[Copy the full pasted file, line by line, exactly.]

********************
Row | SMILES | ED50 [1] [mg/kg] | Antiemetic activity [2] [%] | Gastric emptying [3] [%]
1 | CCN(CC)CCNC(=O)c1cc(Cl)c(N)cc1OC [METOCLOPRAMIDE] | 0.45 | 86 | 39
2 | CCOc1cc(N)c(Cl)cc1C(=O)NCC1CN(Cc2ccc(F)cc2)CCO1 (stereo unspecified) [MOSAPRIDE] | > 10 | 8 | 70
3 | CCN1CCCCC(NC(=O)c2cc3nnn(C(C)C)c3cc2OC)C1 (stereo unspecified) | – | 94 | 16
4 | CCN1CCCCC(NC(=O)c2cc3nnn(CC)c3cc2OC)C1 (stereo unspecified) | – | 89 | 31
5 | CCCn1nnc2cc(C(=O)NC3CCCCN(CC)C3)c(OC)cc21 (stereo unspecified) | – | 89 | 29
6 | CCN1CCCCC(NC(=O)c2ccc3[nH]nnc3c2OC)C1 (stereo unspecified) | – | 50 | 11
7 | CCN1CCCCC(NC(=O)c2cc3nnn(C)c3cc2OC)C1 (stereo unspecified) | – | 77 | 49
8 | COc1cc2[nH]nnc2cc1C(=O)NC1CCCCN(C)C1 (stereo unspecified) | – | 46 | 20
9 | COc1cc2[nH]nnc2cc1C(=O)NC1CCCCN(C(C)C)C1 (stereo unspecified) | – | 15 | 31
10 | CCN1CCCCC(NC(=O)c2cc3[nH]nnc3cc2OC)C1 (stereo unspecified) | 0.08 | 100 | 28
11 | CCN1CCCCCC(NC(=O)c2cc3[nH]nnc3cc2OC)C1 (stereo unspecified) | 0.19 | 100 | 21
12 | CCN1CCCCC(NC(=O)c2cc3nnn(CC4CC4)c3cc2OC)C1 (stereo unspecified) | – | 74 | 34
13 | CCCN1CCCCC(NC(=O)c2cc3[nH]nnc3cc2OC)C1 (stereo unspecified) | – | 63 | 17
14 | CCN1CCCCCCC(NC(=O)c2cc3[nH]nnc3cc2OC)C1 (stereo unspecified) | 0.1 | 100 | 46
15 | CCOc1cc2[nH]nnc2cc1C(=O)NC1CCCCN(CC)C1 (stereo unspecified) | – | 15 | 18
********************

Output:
Row | SMILES | ED50 [1] [mg/kg] | Antiemetic activity [2] [%] | Gastric emptying [3] [%]
1 | CCN(CC)CCNC(=O)c1cc(Cl)c(N)cc1OC [METOCLOPRAMIDE] | 0.45 | 86 | 39
2 | CCOc1cc(N)c(Cl)cc1C(=O)NCC1CN(Cc2ccc(F)cc2)CCO1 (stereo unspecified) [MOSAPRIDE] | > 10 | 8 | 70
3 | CCN1CCCCC(NC(=O)c2cc3nnn(C(C)C)c3cc2OC)C1 (stereo unspecified) | – | 94 | 16
4 | CCN1CCCCC(NC(=O)c2cc3nnn(CC)c3cc2OC)C1 (stereo unspecified) | – | 89 | 31
5 | CCCn1nnc2cc(C(=O)NC3CCCCN(CC)C3)c(OC)cc21 (stereo unspecified) | – | 89 | 29
6 | CCN1CCCCC(NC(=O)c2ccc3[nH]nnc3c2OC)C1 (stereo unspecified) | – | 50 | 11
7 | CCN1CCCCC(NC(=O)c2cc3nnn(C)c3cc2OC)C1 (stereo unspecified) | – | 77 | 49
8 | COc1cc2[nH]nnc2cc1C(=O)NC1CCCCN(C)C1 (stereo unspecified) | – | 46 | 20
9 | COc1cc2[nH]nnc2cc1C(=O)NC1CCCCN(C(C)C)C1 (stereo unspecified) | – | 15 | 31
10 | CCN1CCCCC(NC(=O)c2cc3[nH]nnc3cc2OC)C1 (stereo unspecified) | 0.08 | 100 | 28
11 | CCN1CCCCCC(NC(=O)c2cc3[nH]nnc3cc2OC)C1 (stereo unspecified) | 0.19 | 100 | 21
12 | CCN1CCCCC(NC(=O)c2cc3nnn(CC4CC4)c3cc2OC)C1 (stereo unspecified) | – | 74 | 34
13 | CCCN1CCCCC(NC(=O)c2cc3[nH]nnc3cc2OC)C1 (stereo unspecified) | – | 63 | 17
14 | CCN1CCCCCCC(NC(=O)c2cc3[nH]nnc3cc2OC)C1 (stereo unspecified) | 0.1 | 100 | 46
15 | CCOc1cc2[nH]nnc2cc1C(=O)NC1CCCCN(CC)C1 (stereo unspecified) | – | 15 | 18